Removing body hair is not masculine? What about swimmers, cyclists, or boxers? How about male porn stars? A few months ago the woman who waxes me told me she had waxed a man who was about to get married. Biblical priests had to shave their bodies before performing certain duties. I had a friend who had no body hair because of medications he was taking.

      Wearing a dress or skirt is not masculine? I’ll bet almost every man has worn a towel as a skirt when coming out of the shower, or has worn a bathrobe wrap dress. The Scottish wear kilts, male hula dancers wear grass skirts, and other cultures have men wearing skirt like garments. (Look at Star Trek: The Original Series episode The Apple.) Boxers sometimes enter the ring wearing a satin wrap dress. The head of a certain religion wears a dress but gets away with it by calling it a robe. People in the desert used to wear kaftans (think Laurence of Arabia). Scrooge and Wee Willie Winkle wore nightgowns. Renaissance and colonial noblemen wore blouses with lacy plackets and lacy trumpet sleeves. High heels were originally designed for men, and can still be found on cowboy boots. Robin Hood is usually depicted wearing a tunic, and Friar Tuck a dress. Roman chariot drivers wore miniskirts. Greek men wore togas. Everyone on The Flintstones was wearing a dress.

      Actors wear makeup. TV personalities wear makeup to undo what the harsh TV lights do. Native Americans wore war paint. Catchers sometimes wear nail polish so the pitcher can see the signs easier. Men now wear jewelry including earrings.

      I can tell you that I would love to be able to go out wearing a skirt or dress and not have to make myself look like a woman. But men who dress in obvious (as opposed to androgynous) women’s clothing are ridiculed, stared at (and today people will take photos and post them online), or questioned. I don’t feel like having to explain myself every time I go out, so I learned how to make myself look like a woman. Over the years I have come to enjoy the whole process, but that’s not my core needs. Also, both men and women treat women differently and have different expectations. Sometimes we just want to be treated differently.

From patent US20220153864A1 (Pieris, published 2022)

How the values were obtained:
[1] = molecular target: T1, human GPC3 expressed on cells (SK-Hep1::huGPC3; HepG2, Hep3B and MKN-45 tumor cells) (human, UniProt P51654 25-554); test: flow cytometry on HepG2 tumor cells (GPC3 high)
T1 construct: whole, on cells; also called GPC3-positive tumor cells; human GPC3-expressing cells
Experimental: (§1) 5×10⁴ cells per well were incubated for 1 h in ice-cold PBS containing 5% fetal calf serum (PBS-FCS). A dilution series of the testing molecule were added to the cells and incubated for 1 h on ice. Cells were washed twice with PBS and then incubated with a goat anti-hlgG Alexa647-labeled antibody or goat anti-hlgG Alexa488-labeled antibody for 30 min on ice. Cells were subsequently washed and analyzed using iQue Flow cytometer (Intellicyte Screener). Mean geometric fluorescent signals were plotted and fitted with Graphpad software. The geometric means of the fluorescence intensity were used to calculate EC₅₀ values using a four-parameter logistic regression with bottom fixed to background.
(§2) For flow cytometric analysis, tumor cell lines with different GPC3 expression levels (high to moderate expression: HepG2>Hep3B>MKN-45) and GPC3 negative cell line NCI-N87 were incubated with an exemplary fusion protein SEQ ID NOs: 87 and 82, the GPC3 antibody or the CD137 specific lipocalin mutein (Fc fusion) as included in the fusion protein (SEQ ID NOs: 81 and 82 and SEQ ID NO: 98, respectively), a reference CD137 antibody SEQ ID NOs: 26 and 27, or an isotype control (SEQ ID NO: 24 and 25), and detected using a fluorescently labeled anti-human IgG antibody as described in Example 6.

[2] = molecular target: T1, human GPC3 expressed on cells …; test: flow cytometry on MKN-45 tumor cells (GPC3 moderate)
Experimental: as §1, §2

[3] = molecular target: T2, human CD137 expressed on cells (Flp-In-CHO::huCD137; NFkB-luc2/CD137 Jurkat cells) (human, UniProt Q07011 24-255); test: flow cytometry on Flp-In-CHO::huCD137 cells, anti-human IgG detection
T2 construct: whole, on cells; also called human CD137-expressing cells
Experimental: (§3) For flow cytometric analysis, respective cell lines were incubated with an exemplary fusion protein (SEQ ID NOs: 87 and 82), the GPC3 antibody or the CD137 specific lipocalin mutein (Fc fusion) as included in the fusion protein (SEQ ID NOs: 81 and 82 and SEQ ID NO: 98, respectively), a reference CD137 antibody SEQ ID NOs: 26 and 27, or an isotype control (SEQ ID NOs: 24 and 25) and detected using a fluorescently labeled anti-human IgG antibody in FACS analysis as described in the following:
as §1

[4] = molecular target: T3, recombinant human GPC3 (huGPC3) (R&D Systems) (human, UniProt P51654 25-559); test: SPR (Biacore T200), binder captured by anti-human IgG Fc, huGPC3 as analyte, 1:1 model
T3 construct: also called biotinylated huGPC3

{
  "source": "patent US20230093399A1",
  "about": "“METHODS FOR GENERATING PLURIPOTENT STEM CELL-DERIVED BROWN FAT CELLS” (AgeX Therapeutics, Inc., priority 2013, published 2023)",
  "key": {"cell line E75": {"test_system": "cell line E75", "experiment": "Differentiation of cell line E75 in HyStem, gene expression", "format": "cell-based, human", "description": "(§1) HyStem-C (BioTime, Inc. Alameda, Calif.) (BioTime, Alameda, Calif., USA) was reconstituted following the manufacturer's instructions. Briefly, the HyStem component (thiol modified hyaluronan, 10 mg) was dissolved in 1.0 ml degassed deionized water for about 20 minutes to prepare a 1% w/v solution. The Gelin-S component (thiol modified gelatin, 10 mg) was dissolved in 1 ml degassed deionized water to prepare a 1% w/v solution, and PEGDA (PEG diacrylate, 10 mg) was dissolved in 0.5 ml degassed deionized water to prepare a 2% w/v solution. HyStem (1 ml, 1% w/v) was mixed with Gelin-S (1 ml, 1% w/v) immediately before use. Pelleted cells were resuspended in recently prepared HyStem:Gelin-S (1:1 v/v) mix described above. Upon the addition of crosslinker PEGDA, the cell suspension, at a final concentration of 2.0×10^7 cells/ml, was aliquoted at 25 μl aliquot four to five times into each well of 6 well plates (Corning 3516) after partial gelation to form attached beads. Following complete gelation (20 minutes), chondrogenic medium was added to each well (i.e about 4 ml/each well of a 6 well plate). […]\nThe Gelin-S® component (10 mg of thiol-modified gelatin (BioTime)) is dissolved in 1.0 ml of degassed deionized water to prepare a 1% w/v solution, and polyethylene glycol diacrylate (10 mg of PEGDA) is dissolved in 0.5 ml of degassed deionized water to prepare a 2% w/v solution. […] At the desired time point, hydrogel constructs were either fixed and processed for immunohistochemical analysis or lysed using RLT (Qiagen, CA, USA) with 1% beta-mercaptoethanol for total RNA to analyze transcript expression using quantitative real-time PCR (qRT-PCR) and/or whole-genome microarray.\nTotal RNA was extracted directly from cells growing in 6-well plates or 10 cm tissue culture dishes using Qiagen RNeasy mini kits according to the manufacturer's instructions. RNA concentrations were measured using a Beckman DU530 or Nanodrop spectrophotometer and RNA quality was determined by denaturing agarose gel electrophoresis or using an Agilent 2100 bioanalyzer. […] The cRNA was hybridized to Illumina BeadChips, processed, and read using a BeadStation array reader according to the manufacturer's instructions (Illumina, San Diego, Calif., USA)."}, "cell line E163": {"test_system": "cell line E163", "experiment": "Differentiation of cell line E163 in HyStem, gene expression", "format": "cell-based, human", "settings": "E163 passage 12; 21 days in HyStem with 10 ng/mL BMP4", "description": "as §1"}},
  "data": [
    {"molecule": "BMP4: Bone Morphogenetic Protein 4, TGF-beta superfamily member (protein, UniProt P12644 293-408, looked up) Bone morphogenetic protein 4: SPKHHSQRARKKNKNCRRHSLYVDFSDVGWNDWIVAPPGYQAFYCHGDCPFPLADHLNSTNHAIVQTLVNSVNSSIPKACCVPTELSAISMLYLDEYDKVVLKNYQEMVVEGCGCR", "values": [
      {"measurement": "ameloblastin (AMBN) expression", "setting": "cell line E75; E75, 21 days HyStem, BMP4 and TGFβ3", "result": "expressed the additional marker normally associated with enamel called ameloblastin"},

You can’t make generalizations on what men are thinking. Maybe they’re thinking the woman is too “girly” or high maintenance, or “She’s out of my league,” or “If only I were X years younger.” Maybe the man is gay and doesn’t look at her with any interest. Are any of these people not real men?

      No one fits the stereotype exactly. We all venture outside that stereotype. Football player Rosie Greer did needlepoint. There are plenty of male designers of women’s clothing, or chefs. How many times have you heard of alpha males going to a dominatrix because he wants someone else to make decisions for a time? If you lose a close family member, males will still show emotion.

      I think your definition of a “real man” is just a fantasy. We’re complex beings with complex needs.

      • #673880
        Holly Morris
        Lady
        Registered On: April 15, 2022
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        Hi Alison.

        I love your reply! These are the types of answers I love seeing because this type of response really helps open the door to further extended discussion on the nature of gender, femininity, masculinity, etc.

        Thanks again.

        Hugs,

        Holly

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    • #673766
      Danni Ash
      Lady
      Registered On: October 24, 2021
      Topics: 1